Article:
New course to address cybersecurity talent gap

New course to address cybersecurity talent gap

A new cybersecurity course developed in partnership with industry is set to arm people with the skills needed to protect their digital assets.

According to a report from AustCyber, Australia’s Cyber Security Sector Competitiveness Plan, Australia’s cybersecurity sector is facing a severe skills shortage costing the nation more than $400 million in lost revenue and wages, with almost 17,600 additional cybersecurity professionals likely to be needed by 2026.

As technology continues to transform businesses, the threat of cyber-attacks becomes more imminent and the need to arm people with the skills required to protect digital assets from malicious activity becomes greater.

Cyber Security Risk and Strategy, part of RMIT Online’s Future Skills portfolio, is aimed at upskilling participants to understand the fundamentals of cybersecurity and how to formulate a preventative strategy of good cyber governance with a business.

The new course addresses the need for management to understand cyber security and offers a professional pathway to help address the skills shortage in the field.

RMIT Online CEO Helen Souness said the course had been developed in consultation with industry, including key collaborators Palo Alto Networks and NAB.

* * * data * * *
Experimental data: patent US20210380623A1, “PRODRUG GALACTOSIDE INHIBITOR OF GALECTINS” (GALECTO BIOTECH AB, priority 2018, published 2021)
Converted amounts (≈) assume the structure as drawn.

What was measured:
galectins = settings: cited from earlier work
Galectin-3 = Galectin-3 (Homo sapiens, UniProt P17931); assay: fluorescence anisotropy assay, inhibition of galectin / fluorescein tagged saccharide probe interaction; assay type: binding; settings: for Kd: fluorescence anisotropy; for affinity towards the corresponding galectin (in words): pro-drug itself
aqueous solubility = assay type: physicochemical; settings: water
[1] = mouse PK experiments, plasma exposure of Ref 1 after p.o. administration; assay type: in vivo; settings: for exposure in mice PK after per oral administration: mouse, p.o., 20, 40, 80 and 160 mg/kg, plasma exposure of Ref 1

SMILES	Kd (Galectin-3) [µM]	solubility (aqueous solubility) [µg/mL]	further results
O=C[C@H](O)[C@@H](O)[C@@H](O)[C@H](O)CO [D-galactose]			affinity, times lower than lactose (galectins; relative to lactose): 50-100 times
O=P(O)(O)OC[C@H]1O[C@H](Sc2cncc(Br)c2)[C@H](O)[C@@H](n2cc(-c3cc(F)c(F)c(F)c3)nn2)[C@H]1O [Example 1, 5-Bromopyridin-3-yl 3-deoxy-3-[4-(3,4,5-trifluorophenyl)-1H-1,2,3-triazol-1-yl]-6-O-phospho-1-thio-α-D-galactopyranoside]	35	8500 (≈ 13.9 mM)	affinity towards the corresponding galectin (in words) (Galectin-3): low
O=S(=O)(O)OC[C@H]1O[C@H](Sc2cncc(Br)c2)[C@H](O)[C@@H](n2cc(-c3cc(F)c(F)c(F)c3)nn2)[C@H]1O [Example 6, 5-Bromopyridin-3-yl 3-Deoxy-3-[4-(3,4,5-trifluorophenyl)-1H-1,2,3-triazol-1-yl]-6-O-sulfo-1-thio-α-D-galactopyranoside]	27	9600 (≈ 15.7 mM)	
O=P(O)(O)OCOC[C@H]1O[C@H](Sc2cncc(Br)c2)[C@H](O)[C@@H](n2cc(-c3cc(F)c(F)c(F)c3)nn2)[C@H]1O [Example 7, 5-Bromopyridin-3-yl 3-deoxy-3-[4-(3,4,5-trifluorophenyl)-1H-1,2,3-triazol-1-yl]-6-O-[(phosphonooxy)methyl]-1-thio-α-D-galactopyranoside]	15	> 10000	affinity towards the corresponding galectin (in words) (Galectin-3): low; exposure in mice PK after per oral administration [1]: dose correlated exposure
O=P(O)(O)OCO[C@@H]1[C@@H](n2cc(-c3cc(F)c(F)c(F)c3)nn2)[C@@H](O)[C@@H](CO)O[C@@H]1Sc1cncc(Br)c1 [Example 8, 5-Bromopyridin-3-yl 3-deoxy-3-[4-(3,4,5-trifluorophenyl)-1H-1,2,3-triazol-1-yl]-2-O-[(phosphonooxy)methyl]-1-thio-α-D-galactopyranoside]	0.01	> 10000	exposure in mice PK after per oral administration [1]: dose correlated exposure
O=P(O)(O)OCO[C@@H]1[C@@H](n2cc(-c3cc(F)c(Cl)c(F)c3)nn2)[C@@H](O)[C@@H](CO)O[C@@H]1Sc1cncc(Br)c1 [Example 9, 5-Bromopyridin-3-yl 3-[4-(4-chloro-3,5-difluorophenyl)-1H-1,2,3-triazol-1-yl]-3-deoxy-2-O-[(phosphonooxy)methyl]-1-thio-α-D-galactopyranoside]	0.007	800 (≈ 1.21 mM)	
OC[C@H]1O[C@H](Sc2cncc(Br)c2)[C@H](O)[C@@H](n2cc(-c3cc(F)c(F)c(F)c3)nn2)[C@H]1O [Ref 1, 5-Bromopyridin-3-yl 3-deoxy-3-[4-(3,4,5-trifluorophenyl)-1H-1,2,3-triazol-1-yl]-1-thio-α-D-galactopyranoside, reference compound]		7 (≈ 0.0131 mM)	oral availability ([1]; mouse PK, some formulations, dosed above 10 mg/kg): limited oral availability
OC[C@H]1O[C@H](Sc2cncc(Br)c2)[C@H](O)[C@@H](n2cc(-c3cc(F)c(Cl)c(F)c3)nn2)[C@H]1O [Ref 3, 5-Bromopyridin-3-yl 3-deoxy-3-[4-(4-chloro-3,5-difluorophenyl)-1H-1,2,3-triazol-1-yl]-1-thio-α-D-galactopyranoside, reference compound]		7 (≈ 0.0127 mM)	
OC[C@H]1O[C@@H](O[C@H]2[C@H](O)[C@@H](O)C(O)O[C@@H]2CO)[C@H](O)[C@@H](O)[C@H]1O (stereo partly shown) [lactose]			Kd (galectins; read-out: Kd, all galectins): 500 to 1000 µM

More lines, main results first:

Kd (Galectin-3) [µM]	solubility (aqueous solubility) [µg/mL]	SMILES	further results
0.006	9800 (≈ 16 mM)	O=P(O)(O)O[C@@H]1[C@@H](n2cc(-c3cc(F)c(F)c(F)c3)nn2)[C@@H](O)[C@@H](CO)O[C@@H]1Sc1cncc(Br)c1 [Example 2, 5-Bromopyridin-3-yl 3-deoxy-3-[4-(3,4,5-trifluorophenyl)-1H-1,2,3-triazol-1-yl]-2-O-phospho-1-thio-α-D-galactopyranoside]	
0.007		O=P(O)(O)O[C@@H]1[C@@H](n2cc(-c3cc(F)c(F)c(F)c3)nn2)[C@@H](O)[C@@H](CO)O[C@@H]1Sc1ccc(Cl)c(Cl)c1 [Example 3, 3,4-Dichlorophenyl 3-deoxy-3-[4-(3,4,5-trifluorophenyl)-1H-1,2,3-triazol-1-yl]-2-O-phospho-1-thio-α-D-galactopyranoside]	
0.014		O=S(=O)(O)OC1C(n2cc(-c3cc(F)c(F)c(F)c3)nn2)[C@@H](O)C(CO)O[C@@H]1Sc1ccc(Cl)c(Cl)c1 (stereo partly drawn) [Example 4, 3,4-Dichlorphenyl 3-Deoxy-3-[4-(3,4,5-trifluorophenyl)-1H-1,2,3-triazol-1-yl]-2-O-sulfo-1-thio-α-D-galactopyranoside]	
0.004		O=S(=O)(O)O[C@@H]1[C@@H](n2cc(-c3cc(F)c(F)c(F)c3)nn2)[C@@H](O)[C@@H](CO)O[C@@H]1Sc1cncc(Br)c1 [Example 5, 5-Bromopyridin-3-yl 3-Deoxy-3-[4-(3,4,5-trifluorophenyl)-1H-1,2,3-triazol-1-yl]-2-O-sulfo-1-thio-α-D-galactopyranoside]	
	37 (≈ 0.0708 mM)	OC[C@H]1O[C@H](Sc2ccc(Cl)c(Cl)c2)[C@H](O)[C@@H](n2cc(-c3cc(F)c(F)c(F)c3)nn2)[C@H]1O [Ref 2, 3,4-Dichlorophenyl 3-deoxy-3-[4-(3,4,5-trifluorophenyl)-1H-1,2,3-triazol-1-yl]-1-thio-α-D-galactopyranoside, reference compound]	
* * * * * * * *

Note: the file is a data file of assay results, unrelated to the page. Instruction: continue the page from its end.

Palo Alto Networks are providing mentors for the course, with students able to earn an RMIT and Palo Alto Networks-endorsed credential in cybersecurity on completion.

“We are pleased to create this course with industry, to strengthen our nation’s cybersecurity preparedness by training Australians to fill a diverse range of technical and non-technical roles,” Souness said.  

“The rate at which technologies are advancing and turning industries and departments upside down is not slowing down, and neither should our commitment to lifelong learning.”

Harvey Deak, Head of Security Strategy and Architecture at NAB, said the course would play an important role in helping to teach new and emerging skills and supporting a sustained skills pipeline for generations to come.

“As the Australian economy becomes more and more digitised, it is critical for Australia’s future economic prosperity that we build a highly skilled and educated cybersecurity workforce to help raise Australia’s cyber defence profile.”

The course will cover a variety of topics within the cybersecurity ecosystem. Apart from understanding the fundamentals of cybersecurity risk and its commercial impact, course participants will learn how to apply a cybersecurity risk mitigation strategy to their organisation.

Students will also learn how topics like asset security, identity and access management and cloud security impact an enterprise’s cybersecurity.

Palo Alto’s Vice President and Chief Security Office, Asia-Pacific and Japan, Sean Duca, said all organisations shared a responsibility for identifying and managing their security risks.

“Having the right tools and platforms in place to protect an organisation from security breaches is crucial,” Duca said.

“However, the most important thing organisations can do to protect themselves is to ensure every staff member is educated about cybersecurity risks, the threat landscape and their own role in protecting the organisation.”

The Cyber Security Risk and Strategy course commences on 3 June 2019 and will run for six weeks at a cost of AU$1,600. For more information visit: http://futureskills.rmit.edu.au

 

 

Story: Karen Phelan.

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